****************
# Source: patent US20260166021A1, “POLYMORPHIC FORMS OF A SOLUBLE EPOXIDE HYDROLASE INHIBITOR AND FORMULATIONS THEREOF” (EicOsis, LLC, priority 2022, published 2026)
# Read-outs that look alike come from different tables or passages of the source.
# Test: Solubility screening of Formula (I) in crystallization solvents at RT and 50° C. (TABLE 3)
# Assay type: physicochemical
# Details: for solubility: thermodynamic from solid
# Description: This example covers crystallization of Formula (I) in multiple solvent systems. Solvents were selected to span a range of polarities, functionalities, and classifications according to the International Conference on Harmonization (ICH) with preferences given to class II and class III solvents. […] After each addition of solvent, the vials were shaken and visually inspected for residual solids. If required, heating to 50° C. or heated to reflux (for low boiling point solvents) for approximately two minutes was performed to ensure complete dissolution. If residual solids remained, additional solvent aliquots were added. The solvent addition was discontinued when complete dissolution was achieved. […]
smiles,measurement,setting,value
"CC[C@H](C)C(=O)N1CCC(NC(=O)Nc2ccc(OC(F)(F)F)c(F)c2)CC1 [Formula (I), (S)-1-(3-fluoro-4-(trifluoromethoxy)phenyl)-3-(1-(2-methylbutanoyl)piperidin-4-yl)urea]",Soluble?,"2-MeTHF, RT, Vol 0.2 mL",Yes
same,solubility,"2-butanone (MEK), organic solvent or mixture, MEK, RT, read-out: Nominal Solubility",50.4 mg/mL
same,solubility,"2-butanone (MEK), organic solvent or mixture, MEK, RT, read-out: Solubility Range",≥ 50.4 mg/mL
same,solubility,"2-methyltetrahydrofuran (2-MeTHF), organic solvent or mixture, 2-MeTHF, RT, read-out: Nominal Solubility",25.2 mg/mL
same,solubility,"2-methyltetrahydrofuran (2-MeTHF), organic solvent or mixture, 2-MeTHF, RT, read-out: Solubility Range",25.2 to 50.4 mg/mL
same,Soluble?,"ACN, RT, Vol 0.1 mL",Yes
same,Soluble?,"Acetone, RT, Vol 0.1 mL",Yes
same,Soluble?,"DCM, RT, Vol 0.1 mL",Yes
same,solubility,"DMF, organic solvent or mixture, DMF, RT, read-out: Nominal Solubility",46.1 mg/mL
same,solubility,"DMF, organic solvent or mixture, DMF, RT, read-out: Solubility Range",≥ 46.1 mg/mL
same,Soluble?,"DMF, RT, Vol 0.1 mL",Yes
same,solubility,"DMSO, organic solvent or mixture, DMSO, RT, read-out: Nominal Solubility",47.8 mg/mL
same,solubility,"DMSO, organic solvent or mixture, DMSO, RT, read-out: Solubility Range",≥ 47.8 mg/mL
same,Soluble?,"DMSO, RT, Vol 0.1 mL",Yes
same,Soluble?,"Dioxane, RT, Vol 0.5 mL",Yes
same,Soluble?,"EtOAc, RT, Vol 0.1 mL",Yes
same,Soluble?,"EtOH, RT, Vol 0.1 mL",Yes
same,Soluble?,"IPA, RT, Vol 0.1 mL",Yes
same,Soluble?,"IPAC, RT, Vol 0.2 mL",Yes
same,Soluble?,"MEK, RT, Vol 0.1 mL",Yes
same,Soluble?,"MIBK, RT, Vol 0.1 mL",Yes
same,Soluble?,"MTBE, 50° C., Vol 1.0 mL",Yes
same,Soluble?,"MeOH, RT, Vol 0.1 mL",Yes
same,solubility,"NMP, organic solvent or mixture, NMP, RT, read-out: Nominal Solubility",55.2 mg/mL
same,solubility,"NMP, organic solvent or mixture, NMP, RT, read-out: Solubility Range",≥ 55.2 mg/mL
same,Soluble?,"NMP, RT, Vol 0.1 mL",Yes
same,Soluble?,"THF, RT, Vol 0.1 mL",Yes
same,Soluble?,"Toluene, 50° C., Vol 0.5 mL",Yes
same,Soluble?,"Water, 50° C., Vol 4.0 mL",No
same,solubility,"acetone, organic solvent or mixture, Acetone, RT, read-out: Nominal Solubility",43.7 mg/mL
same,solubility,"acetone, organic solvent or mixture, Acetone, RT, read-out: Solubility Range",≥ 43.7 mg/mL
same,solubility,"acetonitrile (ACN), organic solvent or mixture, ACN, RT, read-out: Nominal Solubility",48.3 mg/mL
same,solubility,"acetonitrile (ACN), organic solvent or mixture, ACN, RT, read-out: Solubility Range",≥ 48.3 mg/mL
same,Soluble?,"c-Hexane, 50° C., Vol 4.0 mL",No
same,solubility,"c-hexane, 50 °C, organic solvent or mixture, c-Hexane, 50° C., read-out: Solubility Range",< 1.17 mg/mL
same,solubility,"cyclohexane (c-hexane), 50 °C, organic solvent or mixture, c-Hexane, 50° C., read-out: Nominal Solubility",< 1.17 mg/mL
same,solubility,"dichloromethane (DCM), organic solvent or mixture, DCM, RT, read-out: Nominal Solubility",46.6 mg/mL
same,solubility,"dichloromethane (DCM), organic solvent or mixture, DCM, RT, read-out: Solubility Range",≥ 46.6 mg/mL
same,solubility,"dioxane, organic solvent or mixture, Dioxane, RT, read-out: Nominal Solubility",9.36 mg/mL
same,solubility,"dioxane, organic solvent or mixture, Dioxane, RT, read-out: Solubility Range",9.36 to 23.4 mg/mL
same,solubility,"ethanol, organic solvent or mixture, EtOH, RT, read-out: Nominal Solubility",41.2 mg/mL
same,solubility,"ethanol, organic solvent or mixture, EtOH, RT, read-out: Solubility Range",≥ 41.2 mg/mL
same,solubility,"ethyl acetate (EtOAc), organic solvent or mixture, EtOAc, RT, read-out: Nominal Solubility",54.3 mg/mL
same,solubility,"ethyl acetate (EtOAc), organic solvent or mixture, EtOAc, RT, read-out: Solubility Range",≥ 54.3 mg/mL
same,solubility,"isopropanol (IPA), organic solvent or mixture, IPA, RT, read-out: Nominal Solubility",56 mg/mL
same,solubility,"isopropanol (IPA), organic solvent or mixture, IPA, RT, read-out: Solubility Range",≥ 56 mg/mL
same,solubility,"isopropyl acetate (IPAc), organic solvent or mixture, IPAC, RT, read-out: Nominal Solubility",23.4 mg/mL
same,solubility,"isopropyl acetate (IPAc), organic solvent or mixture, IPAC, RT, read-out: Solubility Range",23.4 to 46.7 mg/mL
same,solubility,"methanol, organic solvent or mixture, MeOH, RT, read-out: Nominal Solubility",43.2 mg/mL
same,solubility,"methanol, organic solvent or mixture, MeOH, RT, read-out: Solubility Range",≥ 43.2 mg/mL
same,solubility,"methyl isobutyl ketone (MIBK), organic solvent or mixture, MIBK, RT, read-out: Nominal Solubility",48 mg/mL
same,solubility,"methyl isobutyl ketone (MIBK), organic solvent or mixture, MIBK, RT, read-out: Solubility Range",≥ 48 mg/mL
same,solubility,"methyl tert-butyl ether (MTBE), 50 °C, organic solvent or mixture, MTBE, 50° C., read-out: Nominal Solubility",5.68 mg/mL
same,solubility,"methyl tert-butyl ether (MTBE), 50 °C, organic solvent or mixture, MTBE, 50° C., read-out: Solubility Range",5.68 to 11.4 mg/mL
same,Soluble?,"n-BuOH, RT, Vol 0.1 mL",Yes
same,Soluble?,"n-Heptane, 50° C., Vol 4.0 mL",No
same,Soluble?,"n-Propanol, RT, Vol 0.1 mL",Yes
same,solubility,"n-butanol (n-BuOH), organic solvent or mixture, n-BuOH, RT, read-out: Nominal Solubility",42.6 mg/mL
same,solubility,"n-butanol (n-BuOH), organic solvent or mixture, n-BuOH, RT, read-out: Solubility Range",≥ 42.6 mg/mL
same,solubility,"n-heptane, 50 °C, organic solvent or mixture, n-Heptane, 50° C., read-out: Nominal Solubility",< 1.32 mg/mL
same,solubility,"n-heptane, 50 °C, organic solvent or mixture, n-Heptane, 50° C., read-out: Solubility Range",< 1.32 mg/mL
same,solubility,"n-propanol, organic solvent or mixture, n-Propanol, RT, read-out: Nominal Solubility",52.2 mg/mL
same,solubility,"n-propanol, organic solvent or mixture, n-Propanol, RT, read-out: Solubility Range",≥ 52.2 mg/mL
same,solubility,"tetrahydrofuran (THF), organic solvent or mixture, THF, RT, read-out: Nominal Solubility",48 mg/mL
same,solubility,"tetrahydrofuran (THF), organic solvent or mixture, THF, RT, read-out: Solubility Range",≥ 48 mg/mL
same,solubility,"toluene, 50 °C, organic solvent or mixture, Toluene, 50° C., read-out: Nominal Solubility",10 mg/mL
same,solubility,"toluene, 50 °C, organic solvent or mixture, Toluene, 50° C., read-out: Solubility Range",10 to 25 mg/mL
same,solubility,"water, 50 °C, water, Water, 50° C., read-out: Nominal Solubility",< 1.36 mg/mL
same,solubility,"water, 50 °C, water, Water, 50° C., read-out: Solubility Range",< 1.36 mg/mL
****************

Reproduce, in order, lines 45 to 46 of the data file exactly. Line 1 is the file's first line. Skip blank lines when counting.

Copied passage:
same,solubility,"dichloromethane (DCM), organic solvent or mixture, DCM, RT, read-out: Solubility Range",≥ 46.6 mg/mL
same,solubility,"dioxane, organic solvent or mixture, Dioxane, RT, read-out: Nominal Solubility",9.36 mg/mL